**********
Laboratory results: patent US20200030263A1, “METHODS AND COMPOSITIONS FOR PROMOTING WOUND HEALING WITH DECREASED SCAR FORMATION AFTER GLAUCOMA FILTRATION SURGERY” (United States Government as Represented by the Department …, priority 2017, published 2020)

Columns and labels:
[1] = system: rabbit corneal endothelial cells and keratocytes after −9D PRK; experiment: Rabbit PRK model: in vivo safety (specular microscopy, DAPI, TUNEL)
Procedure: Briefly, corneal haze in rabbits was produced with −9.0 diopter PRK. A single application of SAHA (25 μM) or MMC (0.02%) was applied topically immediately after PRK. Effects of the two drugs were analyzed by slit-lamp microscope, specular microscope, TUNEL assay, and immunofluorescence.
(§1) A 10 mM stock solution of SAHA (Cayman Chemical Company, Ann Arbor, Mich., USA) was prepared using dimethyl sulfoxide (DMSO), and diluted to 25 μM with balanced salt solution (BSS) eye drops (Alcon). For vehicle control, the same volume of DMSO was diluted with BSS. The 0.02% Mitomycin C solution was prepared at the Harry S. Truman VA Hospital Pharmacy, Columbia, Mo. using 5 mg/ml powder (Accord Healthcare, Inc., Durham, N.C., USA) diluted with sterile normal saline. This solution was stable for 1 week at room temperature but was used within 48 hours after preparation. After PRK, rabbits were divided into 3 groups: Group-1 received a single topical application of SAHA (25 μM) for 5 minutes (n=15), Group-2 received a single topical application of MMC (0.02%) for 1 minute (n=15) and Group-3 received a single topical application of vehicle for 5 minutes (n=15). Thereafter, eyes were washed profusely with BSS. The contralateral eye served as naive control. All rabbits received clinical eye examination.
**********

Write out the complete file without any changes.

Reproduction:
Laboratory results: patent US20200030263A1, “METHODS AND COMPOSITIONS FOR PROMOTING WOUND HEALING WITH DECREASED SCAR FORMATION AFTER GLAUCOMA FILTRATION SURGERY” (United States Government as Represented by the Department …, priority 2017, published 2020)

Columns and labels:
[1] = system: rabbit corneal endothelial cells and keratocytes after −9D PRK; experiment: Rabbit PRK model: in vivo safety (specular microscopy, DAPI, TUNEL)
Procedure: Briefly, corneal haze in rabbits was produced with −9.0 diopter PRK. A single application of SAHA (25 μM) or MMC (0.02%) was applied topically immediately after PRK. Effects of the two drugs were analyzed by slit-lamp microscope, specular microscope, TUNEL assay, and immunofluorescence.
(§1) A 10 mM stock solution of SAHA (Cayman Chemical Company, Ann Arbor, Mich., USA) was prepared using dimethyl sulfoxide (DMSO), and diluted to 25 μM with balanced salt solution (BSS) eye drops (Alcon). For vehicle control, the same volume of DMSO was diluted with BSS. The 0.02% Mitomycin C solution was prepared at the Harry S. Truman VA Hospital Pharmacy, Columbia, Mo. using 5 mg/ml powder (Accord Healthcare, Inc., Durham, N.C., USA) diluted with sterile normal saline. This solution was stable for 1 week at room temperature but was used within 48 hours after preparation. After PRK, rabbits were divided into 3 groups: Group-1 received a single topical application of SAHA (25 μM) for 5 minutes (n=15), Group-2 received a single topical application of MMC (0.02%) for 1 minute (n=15) and Group-3 received a single topical application of vehicle for 5 minutes (n=15). Thereafter, eyes were washed profusely with BSS. The contralateral eye served as naive control. All rabbits received clinical eye examination.